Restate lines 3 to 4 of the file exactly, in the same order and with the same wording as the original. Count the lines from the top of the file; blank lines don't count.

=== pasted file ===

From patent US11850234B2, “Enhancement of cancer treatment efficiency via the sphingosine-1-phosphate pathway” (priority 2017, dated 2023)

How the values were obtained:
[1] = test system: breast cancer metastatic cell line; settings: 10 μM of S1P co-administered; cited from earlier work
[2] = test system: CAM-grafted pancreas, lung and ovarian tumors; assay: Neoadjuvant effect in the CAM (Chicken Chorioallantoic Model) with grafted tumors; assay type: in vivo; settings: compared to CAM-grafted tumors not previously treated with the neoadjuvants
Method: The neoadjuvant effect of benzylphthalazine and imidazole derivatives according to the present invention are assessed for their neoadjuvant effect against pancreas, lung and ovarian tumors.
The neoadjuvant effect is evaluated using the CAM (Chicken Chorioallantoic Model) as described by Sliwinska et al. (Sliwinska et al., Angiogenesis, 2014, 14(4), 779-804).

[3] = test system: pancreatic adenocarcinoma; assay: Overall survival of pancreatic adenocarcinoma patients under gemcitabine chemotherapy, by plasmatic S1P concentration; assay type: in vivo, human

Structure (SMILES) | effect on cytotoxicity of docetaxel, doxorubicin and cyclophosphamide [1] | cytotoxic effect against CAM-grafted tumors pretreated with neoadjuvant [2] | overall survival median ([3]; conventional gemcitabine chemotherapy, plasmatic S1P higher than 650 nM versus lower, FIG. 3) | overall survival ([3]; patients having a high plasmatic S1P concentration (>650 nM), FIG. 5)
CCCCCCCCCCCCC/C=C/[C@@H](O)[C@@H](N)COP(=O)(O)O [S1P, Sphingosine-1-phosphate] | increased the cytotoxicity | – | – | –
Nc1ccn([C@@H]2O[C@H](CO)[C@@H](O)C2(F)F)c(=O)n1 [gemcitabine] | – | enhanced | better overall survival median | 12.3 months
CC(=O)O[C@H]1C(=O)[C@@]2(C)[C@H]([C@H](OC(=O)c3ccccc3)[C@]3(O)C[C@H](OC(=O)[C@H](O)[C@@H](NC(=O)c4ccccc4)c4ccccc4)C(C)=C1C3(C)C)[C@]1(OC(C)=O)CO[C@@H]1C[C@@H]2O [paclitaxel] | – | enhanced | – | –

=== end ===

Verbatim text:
[1] = test system: breast cancer metastatic cell line; settings: 10 μM of S1P co-administered; cited from earlier work
[2] = test system: CAM-grafted pancreas, lung and ovarian tumors; assay: Neoadjuvant effect in the CAM (Chicken Chorioallantoic Model) with grafted tumors; assay type: in vivo; settings: compared to CAM-grafted tumors not previously treated with the neoadjuvants